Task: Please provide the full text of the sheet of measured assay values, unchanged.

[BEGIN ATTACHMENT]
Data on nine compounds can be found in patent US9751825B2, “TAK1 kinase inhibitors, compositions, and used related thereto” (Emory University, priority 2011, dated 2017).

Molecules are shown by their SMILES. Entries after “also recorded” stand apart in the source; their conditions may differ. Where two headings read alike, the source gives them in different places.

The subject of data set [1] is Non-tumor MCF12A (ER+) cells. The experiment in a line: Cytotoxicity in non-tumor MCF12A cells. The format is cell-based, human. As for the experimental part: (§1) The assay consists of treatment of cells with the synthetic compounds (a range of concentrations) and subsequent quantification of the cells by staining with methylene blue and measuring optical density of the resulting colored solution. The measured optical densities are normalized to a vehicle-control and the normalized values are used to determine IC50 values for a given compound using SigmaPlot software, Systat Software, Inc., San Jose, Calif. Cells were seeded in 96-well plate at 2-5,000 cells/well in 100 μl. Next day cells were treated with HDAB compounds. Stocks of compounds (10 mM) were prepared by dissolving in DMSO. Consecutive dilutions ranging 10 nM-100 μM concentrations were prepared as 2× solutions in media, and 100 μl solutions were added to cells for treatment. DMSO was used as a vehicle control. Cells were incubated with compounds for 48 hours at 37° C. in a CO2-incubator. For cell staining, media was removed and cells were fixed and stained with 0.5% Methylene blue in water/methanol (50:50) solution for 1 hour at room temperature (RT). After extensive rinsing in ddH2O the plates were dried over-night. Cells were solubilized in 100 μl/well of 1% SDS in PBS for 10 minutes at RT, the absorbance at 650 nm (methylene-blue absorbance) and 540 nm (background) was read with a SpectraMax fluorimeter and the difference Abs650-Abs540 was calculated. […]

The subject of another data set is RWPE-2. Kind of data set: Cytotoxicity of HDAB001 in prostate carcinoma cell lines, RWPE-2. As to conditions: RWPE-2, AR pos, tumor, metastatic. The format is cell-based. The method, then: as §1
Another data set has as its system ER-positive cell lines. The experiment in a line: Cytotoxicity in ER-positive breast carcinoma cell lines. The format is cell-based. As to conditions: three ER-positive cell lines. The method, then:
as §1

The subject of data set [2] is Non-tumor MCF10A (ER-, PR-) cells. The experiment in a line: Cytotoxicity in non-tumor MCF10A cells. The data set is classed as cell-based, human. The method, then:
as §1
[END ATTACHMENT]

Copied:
Data on nine compounds can be found in patent US9751825B2, “TAK1 kinase inhibitors, compositions, and used related thereto” (Emory University, priority 2011, dated 2017).

Molecules are shown by their SMILES. Entries after “also recorded” stand apart in the source; their conditions may differ. Where two headings read alike, the source gives them in different places.

The subject of data set [1] is Non-tumor MCF12A (ER+) cells. The experiment in a line: Cytotoxicity in non-tumor MCF12A cells. The format is cell-based, human. As for the experimental part: (§1) The assay consists of treatment of cells with the synthetic compounds (a range of concentrations) and subsequent quantification of the cells by staining with methylene blue and measuring optical density of the resulting colored solution. The measured optical densities are normalized to a vehicle-control and the normalized values are used to determine IC50 values for a given compound using SigmaPlot software, Systat Software, Inc., San Jose, Calif. Cells were seeded in 96-well plate at 2-5,000 cells/well in 100 μl. Next day cells were treated with HDAB compounds. Stocks of compounds (10 mM) were prepared by dissolving in DMSO. Consecutive dilutions ranging 10 nM-100 μM concentrations were prepared as 2× solutions in media, and 100 μl solutions were added to cells for treatment. DMSO was used as a vehicle control. Cells were incubated with compounds for 48 hours at 37° C. in a CO2-incubator. For cell staining, media was removed and cells were fixed and stained with 0.5% Methylene blue in water/methanol (50:50) solution for 1 hour at room temperature (RT). After extensive rinsing in ddH2O the plates were dried over-night. Cells were solubilized in 100 μl/well of 1% SDS in PBS for 10 minutes at RT, the absorbance at 650 nm (methylene-blue absorbance) and 540 nm (background) was read with a SpectraMax fluorimeter and the difference Abs650-Abs540 was calculated. […]

The subject of another data set is RWPE-2. Kind of data set: Cytotoxicity of HDAB001 in prostate carcinoma cell lines, RWPE-2. As to conditions: RWPE-2, AR pos, tumor, metastatic. The format is cell-based. The method, then: as §1
Another data set has as its system ER-positive cell lines. The experiment in a line: Cytotoxicity in ER-positive breast carcinoma cell lines. The format is cell-based. As to conditions: three ER-positive cell lines. The method, then:
as §1

The subject of data set [2] is Non-tumor MCF10A (ER-, PR-) cells. The experiment in a line: Cytotoxicity in non-tumor MCF10A cells. The data set is classed as cell-based, human. The method, then:
as §1